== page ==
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Hello there! I'm Dr. Vinifera, or "Vinny" for short. Ask me your toughest wine questions, from the technical aspects of winemaking to the fine points of etiquette. I hope you find my answers educational and even amusing. Looking for a particular answer? Check my archive and my FAQs. You can also follow me on Twitter: @AskDrVinny.
Dear Dr. Vinny,
While visiting a friend's wine cellar, a person attending a tasting commented that the person's racking system was not correct. The system is similar to latticework, which allows the bottle to rest on a rear lattice and the forward part of the bottle to rest on the forward shoulder of a Bordeaux bottle. However, a German Riesling–type bottle sloped at a 15- or 20-degree angle. The person commented that the slope downward would cause the wine to take on cork notes in the nose and taste. Does this sound correct?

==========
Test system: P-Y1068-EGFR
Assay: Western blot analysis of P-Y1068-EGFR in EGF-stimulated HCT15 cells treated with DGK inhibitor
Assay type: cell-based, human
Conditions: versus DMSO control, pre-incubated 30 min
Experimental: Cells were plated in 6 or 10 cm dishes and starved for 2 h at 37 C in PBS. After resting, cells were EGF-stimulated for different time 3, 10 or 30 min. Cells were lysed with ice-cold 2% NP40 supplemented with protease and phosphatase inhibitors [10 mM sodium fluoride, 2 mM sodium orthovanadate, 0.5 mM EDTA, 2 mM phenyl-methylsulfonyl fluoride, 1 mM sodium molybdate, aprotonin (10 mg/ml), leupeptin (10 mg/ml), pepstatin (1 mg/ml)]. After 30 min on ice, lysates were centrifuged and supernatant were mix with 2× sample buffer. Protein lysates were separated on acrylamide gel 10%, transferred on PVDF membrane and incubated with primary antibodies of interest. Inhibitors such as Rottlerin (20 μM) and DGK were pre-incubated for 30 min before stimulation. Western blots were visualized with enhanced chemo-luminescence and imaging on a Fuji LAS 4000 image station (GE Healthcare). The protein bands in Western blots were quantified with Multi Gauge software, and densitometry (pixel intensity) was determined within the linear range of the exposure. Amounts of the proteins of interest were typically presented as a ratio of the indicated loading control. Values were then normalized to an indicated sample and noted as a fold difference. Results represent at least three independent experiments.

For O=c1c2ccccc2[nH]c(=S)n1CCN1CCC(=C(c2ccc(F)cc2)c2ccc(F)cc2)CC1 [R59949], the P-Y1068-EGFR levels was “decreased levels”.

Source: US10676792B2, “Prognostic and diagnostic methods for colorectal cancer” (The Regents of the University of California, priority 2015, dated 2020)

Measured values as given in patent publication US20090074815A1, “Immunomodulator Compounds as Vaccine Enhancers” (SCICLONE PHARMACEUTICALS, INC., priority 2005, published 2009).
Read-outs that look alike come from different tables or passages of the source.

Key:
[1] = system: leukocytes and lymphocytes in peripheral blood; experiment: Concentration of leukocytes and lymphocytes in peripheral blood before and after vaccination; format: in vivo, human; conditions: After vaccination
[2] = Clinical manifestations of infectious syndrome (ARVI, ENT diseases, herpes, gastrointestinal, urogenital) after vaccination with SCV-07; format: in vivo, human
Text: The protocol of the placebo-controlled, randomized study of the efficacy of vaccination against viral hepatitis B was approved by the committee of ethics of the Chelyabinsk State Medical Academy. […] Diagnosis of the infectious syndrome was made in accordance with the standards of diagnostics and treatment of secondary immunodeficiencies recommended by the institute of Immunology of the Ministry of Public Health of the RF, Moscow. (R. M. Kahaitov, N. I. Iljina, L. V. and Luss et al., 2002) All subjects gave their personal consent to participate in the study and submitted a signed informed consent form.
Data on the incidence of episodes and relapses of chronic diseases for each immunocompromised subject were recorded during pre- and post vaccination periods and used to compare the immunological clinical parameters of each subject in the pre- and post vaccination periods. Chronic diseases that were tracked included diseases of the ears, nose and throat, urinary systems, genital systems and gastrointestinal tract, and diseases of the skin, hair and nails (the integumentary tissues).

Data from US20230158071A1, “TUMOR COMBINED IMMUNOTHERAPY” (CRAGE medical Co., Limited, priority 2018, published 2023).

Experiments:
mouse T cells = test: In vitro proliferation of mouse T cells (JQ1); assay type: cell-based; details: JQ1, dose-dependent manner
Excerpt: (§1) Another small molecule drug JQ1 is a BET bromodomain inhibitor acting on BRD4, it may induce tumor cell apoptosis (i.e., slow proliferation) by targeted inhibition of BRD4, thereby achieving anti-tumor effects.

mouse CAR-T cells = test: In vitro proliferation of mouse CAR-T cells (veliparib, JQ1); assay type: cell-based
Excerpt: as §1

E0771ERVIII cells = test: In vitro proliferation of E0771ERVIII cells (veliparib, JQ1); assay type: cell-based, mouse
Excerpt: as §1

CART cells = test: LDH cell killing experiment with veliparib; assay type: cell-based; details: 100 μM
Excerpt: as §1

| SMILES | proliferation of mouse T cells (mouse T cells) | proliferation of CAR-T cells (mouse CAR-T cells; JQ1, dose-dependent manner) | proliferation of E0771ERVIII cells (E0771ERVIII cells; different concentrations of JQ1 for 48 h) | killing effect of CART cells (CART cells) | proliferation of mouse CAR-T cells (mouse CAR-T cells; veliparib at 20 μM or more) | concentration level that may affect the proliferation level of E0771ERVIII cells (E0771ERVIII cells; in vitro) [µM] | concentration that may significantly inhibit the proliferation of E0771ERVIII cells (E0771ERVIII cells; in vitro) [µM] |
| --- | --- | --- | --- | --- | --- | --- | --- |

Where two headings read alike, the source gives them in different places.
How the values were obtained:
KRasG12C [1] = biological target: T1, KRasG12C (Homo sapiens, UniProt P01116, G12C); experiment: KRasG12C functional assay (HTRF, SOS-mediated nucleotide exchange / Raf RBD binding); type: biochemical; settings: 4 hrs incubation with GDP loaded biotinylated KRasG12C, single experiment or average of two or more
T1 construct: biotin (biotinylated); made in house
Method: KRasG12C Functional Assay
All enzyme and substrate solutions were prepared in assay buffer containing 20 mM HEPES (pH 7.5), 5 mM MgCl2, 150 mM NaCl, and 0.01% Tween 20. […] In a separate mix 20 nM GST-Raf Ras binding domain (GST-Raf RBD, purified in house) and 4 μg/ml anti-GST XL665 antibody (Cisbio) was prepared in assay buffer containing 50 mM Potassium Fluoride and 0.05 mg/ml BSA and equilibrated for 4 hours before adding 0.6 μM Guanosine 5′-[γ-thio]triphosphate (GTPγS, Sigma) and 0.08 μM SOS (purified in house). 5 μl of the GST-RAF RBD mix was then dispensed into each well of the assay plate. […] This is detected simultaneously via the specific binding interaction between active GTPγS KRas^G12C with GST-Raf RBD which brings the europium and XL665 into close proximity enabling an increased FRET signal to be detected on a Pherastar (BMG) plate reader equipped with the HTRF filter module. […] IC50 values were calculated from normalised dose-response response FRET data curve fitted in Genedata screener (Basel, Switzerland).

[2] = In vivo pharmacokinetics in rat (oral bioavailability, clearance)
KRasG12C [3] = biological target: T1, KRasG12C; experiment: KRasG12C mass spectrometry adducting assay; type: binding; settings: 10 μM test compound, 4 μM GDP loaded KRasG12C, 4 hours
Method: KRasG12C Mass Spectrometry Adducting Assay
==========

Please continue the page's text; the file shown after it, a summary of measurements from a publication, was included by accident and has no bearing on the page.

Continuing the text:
—Bill, via e-mail
No, it doesn't sound correct to me. First off, no matter how much of a slope there is, only so much wine can be touching the cork, right? Secondly, wine in contact with the cork will not take on "cork notes." You want the wine to be in contact with the cork because it keeps the cork from drying out, which helps prevent premature oxidation. That said, as sediment forms during the course of long-term storage, it will slide down to the lowest part of the bottle—and if that's the neck, it will be more difficult to pour the wine without disturbing the sediment.
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